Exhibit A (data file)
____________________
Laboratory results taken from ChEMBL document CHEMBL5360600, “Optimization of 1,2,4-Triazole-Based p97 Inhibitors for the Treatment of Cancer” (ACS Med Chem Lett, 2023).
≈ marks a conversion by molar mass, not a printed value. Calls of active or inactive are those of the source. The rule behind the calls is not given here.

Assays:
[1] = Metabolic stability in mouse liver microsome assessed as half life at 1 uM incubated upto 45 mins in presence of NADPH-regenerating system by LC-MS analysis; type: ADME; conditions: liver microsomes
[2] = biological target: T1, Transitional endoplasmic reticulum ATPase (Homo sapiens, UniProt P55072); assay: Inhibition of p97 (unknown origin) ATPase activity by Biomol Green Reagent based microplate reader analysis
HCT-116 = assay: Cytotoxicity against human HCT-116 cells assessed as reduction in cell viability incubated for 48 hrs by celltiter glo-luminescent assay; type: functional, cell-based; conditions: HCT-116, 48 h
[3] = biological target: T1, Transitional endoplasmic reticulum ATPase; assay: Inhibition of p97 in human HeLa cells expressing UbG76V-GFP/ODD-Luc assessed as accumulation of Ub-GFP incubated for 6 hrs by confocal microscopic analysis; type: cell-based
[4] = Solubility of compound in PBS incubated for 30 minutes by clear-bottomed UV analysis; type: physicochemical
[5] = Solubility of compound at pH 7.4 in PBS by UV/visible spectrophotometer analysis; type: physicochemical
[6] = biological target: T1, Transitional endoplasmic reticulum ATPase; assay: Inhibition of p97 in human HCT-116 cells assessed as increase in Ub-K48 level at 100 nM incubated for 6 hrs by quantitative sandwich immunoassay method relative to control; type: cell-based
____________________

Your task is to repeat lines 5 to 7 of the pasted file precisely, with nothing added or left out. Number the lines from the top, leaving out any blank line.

[2] = biological target: T1, Transitional endoplasmic reticulum ATPase (Homo sapiens, UniProt P55072); assay: Inhibition of p97 (unknown origin) ATPase activity by Biomol Green Reagent based microplate reader analysis
HCT-116 = assay: Cytotoxicity against human HCT-116 cells assessed as reduction in cell viability incubated for 48 hrs by celltiter glo-luminescent assay; type: functional, cell-based; conditions: HCT-116, 48 h
[3] = biological target: T1, Transitional endoplasmic reticulum ATPase; assay: Inhibition of p97 in human HeLa cells expressing UbG76V-GFP/ODD-Luc assessed as accumulation of Ub-GFP incubated for 6 hrs by confocal microscopic analysis; type: cell-based